"The two things that were done super well were social mobilization and mapping where the houses were," Gates, who has made global health and, in particular, the total eradication of polio his top priority this year, said in a media interview published Friday.
"Dealing with refusals is a huge part of this," he told the Washington Post. Usually there are 10 to 20 percent refusals, but rumours like that the US government uses vaccination campaigns to sterilise Muslim women lead to much higher refusals.
"When somebody would refuse to take the vaccine, they would mark it down and they would have either a political leader or religious leader come in and convince them," Gates said.
Gates, who is in Washington to talk to members of Congress about his mission, believes wiping out a disease like polio is "completely achievable. Perhaps even by the end of 2013".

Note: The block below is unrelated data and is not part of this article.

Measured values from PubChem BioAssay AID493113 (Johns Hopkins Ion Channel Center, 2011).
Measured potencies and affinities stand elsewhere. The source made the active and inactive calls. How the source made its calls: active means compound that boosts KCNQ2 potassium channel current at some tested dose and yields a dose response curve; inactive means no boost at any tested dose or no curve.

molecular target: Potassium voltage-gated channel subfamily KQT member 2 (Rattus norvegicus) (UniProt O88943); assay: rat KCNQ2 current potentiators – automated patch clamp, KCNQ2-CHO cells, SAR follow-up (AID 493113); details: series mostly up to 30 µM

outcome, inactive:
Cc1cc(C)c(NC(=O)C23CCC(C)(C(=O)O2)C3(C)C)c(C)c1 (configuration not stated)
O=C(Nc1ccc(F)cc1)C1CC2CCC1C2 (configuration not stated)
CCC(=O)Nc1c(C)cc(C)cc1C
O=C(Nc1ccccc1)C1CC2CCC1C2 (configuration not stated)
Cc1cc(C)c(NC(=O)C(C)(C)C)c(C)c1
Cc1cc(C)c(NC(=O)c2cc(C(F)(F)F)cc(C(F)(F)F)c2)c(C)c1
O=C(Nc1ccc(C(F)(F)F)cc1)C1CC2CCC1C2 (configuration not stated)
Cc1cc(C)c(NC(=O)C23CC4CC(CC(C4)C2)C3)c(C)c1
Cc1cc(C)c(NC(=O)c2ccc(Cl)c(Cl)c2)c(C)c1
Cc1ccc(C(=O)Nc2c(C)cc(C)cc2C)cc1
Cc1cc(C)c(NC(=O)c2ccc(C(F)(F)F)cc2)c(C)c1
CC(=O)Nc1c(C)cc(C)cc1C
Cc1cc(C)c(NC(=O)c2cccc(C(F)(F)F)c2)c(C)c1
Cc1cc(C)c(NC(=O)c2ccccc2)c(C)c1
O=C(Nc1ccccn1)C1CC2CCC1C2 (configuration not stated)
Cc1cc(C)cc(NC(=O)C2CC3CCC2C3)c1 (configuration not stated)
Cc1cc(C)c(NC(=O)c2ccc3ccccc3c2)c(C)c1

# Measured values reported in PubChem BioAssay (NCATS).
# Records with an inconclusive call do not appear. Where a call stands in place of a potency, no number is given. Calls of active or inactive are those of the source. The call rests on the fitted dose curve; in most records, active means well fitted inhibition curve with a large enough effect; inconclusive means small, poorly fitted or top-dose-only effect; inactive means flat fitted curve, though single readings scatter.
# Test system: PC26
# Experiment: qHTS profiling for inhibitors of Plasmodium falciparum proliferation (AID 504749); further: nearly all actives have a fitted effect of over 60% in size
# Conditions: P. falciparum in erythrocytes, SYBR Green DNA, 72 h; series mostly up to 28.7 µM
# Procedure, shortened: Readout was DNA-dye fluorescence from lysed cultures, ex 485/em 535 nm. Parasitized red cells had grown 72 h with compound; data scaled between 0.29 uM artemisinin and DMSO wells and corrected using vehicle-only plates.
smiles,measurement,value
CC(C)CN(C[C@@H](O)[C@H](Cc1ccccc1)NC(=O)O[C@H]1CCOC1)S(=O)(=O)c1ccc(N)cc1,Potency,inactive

The Bill Gates Foundation, he said, was also able to cut down the childhood death rate due to diarrhoea, respiratory disease and malaria - "all vaccine preventable stuff" -by over 50 percent in some places in India by just training the mother.
"But the worker has to engage with the patient, hopefully speak the same language or be of the same caste so that they're willing to trust the advice that they're getting," Gates was quoted as saying.
Polio was paralysing 360,000 children a year around the world when the World Health Organization started its eradication mission in 1988. It was brought down to below 10,000 by 2000 and stayed flat from 2000 to 2010.
"And so in 2010, the polio community got together and said, 'Look, are we going to succeed or not?' And so there were a lot of improvements made, those led to finally getting done in India in 2011." Gates was quoted as saying. "And India was expected to be the hardest and the last."